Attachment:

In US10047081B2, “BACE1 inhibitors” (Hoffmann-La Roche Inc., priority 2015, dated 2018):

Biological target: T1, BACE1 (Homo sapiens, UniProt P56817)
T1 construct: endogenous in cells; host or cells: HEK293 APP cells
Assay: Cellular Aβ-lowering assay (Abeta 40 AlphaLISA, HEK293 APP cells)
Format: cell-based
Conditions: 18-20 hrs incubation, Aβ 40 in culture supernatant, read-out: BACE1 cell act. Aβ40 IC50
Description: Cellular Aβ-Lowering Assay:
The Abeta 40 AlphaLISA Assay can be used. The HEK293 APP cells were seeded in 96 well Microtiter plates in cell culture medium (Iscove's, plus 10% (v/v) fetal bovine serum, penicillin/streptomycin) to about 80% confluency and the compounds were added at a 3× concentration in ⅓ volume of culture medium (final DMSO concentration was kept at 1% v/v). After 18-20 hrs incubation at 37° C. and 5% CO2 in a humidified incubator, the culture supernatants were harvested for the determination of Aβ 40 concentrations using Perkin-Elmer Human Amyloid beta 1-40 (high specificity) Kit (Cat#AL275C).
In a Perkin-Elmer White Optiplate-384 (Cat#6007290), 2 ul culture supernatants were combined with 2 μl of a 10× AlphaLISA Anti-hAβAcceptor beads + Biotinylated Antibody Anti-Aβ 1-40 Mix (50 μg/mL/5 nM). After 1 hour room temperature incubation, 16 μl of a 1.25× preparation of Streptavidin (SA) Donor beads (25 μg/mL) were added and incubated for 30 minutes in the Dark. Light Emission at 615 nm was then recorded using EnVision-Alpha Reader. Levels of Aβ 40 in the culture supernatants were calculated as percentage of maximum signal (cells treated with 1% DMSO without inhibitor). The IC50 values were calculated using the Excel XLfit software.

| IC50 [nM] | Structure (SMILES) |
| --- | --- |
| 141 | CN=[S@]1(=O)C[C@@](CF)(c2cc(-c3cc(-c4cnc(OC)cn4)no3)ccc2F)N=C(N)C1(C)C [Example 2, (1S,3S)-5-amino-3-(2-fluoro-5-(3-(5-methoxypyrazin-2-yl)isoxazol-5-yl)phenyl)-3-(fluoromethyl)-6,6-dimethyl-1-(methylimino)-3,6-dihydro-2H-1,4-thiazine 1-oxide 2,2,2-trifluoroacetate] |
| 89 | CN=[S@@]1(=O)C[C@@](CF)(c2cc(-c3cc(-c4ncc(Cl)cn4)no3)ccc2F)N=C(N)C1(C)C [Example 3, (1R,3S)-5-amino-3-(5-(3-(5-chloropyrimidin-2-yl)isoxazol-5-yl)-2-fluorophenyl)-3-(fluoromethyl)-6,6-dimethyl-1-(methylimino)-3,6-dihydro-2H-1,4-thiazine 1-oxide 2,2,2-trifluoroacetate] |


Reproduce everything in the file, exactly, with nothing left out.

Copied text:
In US10047081B2, “BACE1 inhibitors” (Hoffmann-La Roche Inc., priority 2015, dated 2018):

Biological target: T1, BACE1 (Homo sapiens, UniProt P56817)
T1 construct: endogenous in cells; host or cells: HEK293 APP cells
Assay: Cellular Aβ-lowering assay (Abeta 40 AlphaLISA, HEK293 APP cells)
Format: cell-based
Conditions: 18-20 hrs incubation, Aβ 40 in culture supernatant, read-out: BACE1 cell act. Aβ40 IC50
Description: Cellular Aβ-Lowering Assay:
The Abeta 40 AlphaLISA Assay can be used. The HEK293 APP cells were seeded in 96 well Microtiter plates in cell culture medium (Iscove's, plus 10% (v/v) fetal bovine serum, penicillin/streptomycin) to about 80% confluency and the compounds were added at a 3× concentration in ⅓ volume of culture medium (final DMSO concentration was kept at 1% v/v). After 18-20 hrs incubation at 37° C. and 5% CO2 in a humidified incubator, the culture supernatants were harvested for the determination of Aβ 40 concentrations using Perkin-Elmer Human Amyloid beta 1-40 (high specificity) Kit (Cat#AL275C).
In a Perkin-Elmer White Optiplate-384 (Cat#6007290), 2 ul culture supernatants were combined with 2 μl of a 10× AlphaLISA Anti-hAβAcceptor beads + Biotinylated Antibody Anti-Aβ 1-40 Mix (50 μg/mL/5 nM). After 1 hour room temperature incubation, 16 μl of a 1.25× preparation of Streptavidin (SA) Donor beads (25 μg/mL) were added and incubated for 30 minutes in the Dark. Light Emission at 615 nm was then recorded using EnVision-Alpha Reader. Levels of Aβ 40 in the culture supernatants were calculated as percentage of maximum signal (cells treated with 1% DMSO without inhibitor). The IC50 values were calculated using the Excel XLfit software.

| IC50 [nM] | Structure (SMILES) |
| --- | --- |
| 141 | CN=[S@]1(=O)C[C@@](CF)(c2cc(-c3cc(-c4cnc(OC)cn4)no3)ccc2F)N=C(N)C1(C)C [Example 2, (1S,3S)-5-amino-3-(2-fluoro-5-(3-(5-methoxypyrazin-2-yl)isoxazol-5-yl)phenyl)-3-(fluoromethyl)-6,6-dimethyl-1-(methylimino)-3,6-dihydro-2H-1,4-thiazine 1-oxide 2,2,2-trifluoroacetate] |
| 89 | CN=[S@@]1(=O)C[C@@](CF)(c2cc(-c3cc(-c4ncc(Cl)cn4)no3)ccc2F)N=C(N)C1(C)C [Example 3, (1R,3S)-5-amino-3-(5-(3-(5-chloropyrimidin-2-yl)isoxazol-5-yl)-2-fluorophenyl)-3-(fluoromethyl)-6,6-dimethyl-1-(methylimino)-3,6-dihydro-2H-1,4-thiazine 1-oxide 2,2,2-trifluoroacetate] |